James 'Whitey' Bulger case: Would-be Boston witness Stephen Rakes dies
- 18 July 2013
- From the section US & Canada
A Boston man has died a day after learning he would not have his time in court against alleged mobster James "Whitey" Bulger.
Stephen Rakes, 59, was said to have been eager to take the stand against the man he accused of forcing him to sell his liquor store in 1984.
Rakes was found dead in a Boston suburb on Wednesday with no obvious signs of trauma, officials said.
Bulger, 83, denies 19 counts of murder and other charges.
State prosecutors say the medical examiner will conduct a post-mortem examination to determine Rakes' cause of death.
He alleged he had been forced at gunpoint in front of his two young daughters to sell his business to Bulger's Winter Hill gang, so they could use it to launder money.
But another prosecution witness, a former Bulger henchman, had testified that Rakes' account of the liquor store sale was not accurate.
The deceased had attended every day of the trial, which has so far heard six weeks of testimony.
But on Tuesday, prosecutors gave the judge a list of their remaining trial witnesses, which did not include Rakes.
He had been "devastated" by that decision, Steven Davis, a friend of Rakes and brother of an alleged Bulger victim, told the Boston Globe.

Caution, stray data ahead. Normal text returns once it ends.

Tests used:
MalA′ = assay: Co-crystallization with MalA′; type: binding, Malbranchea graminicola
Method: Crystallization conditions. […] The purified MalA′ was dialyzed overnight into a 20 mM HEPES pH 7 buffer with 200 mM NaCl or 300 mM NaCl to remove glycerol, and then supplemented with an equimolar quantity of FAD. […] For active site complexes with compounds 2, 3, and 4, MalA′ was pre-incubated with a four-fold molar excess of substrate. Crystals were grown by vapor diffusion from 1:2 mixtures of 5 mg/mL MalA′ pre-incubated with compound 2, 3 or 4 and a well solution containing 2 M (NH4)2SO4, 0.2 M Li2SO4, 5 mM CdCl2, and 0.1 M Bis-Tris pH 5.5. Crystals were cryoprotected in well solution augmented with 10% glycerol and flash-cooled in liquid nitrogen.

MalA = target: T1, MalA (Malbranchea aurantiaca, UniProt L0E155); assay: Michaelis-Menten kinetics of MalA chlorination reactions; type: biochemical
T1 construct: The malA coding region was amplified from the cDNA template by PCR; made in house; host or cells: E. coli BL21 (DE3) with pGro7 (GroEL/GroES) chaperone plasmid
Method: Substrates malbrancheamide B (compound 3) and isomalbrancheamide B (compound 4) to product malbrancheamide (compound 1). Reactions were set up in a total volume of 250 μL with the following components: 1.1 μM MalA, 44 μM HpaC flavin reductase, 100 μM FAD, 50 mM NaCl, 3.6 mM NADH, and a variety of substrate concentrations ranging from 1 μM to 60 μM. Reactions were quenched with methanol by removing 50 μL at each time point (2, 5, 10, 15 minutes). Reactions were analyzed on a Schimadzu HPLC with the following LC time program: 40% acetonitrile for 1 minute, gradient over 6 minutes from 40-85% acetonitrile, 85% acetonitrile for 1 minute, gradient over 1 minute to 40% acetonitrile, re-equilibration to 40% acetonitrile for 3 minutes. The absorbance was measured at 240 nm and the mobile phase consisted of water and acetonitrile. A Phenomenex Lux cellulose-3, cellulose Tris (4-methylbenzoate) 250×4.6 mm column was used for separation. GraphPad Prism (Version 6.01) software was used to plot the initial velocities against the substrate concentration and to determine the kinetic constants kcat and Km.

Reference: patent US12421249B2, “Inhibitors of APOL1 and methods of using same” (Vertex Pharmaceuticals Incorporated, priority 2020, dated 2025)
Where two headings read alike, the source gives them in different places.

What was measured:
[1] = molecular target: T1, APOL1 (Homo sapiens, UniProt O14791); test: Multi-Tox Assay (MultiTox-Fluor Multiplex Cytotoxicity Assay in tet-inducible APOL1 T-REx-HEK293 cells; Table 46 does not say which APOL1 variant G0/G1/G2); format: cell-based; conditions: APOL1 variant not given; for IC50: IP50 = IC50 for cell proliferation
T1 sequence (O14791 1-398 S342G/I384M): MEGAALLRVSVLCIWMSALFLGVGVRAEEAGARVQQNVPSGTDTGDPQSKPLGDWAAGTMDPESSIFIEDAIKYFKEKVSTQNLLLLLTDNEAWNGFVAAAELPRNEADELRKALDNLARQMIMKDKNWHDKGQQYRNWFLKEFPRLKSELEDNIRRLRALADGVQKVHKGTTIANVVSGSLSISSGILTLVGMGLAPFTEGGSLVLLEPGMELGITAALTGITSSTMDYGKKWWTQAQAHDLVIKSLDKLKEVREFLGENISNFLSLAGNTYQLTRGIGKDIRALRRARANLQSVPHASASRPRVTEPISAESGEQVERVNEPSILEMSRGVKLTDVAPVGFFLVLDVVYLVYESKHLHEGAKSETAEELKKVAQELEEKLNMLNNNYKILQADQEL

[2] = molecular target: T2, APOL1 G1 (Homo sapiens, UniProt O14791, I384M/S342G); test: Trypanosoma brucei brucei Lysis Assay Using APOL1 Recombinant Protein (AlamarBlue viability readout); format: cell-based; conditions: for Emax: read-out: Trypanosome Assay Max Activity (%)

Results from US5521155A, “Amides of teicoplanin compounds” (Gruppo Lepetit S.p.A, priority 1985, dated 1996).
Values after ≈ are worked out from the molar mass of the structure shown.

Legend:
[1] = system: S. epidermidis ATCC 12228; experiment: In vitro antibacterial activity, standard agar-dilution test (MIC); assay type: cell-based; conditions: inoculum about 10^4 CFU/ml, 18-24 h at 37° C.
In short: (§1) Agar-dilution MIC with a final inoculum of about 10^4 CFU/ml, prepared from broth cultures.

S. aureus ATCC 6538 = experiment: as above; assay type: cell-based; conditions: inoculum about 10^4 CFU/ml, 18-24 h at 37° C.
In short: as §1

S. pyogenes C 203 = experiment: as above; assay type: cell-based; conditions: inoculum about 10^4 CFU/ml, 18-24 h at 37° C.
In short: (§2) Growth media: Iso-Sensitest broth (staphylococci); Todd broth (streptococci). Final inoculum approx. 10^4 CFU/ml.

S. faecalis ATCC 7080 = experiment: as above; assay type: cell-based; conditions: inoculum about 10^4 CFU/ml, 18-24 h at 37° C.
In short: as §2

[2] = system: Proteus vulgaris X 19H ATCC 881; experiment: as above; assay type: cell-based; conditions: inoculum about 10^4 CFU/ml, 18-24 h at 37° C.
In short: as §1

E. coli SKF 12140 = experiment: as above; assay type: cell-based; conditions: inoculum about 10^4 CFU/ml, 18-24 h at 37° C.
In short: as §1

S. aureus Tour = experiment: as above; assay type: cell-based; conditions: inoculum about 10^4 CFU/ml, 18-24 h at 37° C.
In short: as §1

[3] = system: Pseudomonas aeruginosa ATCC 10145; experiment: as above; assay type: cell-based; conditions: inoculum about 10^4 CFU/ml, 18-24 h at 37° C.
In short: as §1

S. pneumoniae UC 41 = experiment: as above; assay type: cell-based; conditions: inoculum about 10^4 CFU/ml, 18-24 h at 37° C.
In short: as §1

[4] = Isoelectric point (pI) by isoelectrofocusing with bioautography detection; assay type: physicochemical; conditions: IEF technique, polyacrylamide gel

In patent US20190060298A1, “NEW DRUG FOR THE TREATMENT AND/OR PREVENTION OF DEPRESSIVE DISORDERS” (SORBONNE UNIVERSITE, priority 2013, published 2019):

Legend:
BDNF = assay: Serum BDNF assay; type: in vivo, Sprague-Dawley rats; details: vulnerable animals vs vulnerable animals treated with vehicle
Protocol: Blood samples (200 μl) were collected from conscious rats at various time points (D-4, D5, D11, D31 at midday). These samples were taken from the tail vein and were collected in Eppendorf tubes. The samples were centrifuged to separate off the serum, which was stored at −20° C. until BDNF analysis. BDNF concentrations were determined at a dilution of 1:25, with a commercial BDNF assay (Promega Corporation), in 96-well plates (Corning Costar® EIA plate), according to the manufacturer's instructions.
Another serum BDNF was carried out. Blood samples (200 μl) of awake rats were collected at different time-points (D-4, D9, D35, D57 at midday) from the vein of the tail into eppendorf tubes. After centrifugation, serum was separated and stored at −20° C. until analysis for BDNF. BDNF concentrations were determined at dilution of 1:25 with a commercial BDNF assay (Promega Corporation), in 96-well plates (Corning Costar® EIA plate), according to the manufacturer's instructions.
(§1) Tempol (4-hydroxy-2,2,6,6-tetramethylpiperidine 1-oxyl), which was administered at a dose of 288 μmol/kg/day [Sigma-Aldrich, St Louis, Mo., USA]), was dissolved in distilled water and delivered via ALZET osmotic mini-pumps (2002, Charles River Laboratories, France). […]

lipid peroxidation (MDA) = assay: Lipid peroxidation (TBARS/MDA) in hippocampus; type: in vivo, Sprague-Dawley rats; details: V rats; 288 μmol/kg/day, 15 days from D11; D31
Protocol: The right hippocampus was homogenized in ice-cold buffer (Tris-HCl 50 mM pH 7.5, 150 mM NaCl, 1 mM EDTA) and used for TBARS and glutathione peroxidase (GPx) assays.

Rakes had been eager to tell his side of the story, Tommy Donahue, son of another alleged Bulger victim, told the Associated Press news agency.
The deceased said in April he had begun hyperventilating as he laid eyes on Bulger at the beginning of the case.
More than 100 witnesses are slated to testify in the trial in a federal court in South Boston.
Among those is Stephen "The Rifleman" Flemmi, who is serving a life term for his role in many of the murders with which Bulger is charged.
The court has heard that Bulger was a violent and cold-blooded criminal.
He denies all the charges, though his lawyer has conceded his client was a drug dealer, extortionist and loan shark.
On Wednesday, a former drug dealer testified that Bulger had forced him to play Russian roulette in 1983 as a way to make him hand over $1m (£660,000).
Bulger, who spent 16 years on the run before his 2011 capture in Santa Monica, California, was one of the FBI's most wanted fugitives.
He was an inspiration for the gangster played by Jack Nicholson in Oscar-winning 2006 film The Departed.